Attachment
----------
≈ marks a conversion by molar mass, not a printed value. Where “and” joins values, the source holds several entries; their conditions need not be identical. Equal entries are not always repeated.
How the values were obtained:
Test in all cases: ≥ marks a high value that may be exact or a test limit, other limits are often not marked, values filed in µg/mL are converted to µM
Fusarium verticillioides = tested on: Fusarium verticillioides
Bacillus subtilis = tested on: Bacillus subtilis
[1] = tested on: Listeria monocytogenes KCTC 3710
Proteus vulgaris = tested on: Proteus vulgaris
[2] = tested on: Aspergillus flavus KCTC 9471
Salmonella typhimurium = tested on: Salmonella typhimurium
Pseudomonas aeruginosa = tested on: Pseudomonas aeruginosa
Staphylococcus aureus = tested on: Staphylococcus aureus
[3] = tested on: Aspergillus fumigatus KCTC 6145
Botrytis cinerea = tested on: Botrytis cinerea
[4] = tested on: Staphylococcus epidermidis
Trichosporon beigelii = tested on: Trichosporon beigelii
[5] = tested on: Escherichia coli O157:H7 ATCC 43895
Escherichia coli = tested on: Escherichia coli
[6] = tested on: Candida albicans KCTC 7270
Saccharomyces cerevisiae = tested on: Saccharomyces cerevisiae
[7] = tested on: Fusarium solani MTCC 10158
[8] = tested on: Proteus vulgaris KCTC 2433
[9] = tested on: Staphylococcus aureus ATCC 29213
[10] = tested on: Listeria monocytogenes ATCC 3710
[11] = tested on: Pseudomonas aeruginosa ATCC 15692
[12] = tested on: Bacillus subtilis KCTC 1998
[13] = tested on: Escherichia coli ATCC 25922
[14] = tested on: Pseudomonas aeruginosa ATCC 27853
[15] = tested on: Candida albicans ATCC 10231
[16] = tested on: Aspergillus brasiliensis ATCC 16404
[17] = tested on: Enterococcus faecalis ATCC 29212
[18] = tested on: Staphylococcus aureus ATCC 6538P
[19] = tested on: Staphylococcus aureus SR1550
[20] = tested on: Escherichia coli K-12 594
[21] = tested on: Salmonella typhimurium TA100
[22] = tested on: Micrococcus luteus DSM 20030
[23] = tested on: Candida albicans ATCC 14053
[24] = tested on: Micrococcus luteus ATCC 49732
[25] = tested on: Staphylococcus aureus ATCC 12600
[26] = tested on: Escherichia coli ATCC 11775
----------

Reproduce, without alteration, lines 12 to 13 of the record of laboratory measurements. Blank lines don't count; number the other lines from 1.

[3] = tested on: Aspergillus fumigatus KCTC 6145
Botrytis cinerea = tested on: Botrytis cinerea